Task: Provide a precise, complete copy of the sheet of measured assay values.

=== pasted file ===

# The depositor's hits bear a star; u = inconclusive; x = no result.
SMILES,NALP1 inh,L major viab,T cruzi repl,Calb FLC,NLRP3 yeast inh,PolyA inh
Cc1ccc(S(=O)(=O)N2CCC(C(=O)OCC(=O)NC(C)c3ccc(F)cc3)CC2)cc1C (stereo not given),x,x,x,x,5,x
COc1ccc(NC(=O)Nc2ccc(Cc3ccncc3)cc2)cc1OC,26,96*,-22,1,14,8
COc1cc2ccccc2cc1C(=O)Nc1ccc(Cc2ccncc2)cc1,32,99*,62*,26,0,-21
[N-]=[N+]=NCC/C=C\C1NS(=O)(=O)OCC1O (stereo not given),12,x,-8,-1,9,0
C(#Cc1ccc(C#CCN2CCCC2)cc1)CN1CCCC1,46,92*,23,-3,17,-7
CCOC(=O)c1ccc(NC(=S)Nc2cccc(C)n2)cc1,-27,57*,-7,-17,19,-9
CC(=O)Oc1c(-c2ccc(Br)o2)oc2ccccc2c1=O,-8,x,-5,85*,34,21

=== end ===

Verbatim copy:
# The depositor's hits bear a star; u = inconclusive; x = no result.
SMILES,NALP1 inh,L major viab,T cruzi repl,Calb FLC,NLRP3 yeast inh,PolyA inh
Cc1ccc(S(=O)(=O)N2CCC(C(=O)OCC(=O)NC(C)c3ccc(F)cc3)CC2)cc1C (stereo not given),x,x,x,x,5,x
COc1ccc(NC(=O)Nc2ccc(Cc3ccncc3)cc2)cc1OC,26,96*,-22,1,14,8
COc1cc2ccccc2cc1C(=O)Nc1ccc(Cc2ccncc2)cc1,32,99*,62*,26,0,-21
[N-]=[N+]=NCC/C=C\C1NS(=O)(=O)OCC1O (stereo not given),12,x,-8,-1,9,0
C(#Cc1ccc(C#CCN2CCCC2)cc1)CN1CCCC1,46,92*,23,-3,17,-7
CCOC(=O)c1ccc(NC(=S)Nc2cccc(C)n2)cc1,-27,57*,-7,-17,19,-9
CC(=O)Oc1c(-c2ccc(Br)o2)oc2ccccc2c1=O,-8,x,-5,85*,34,21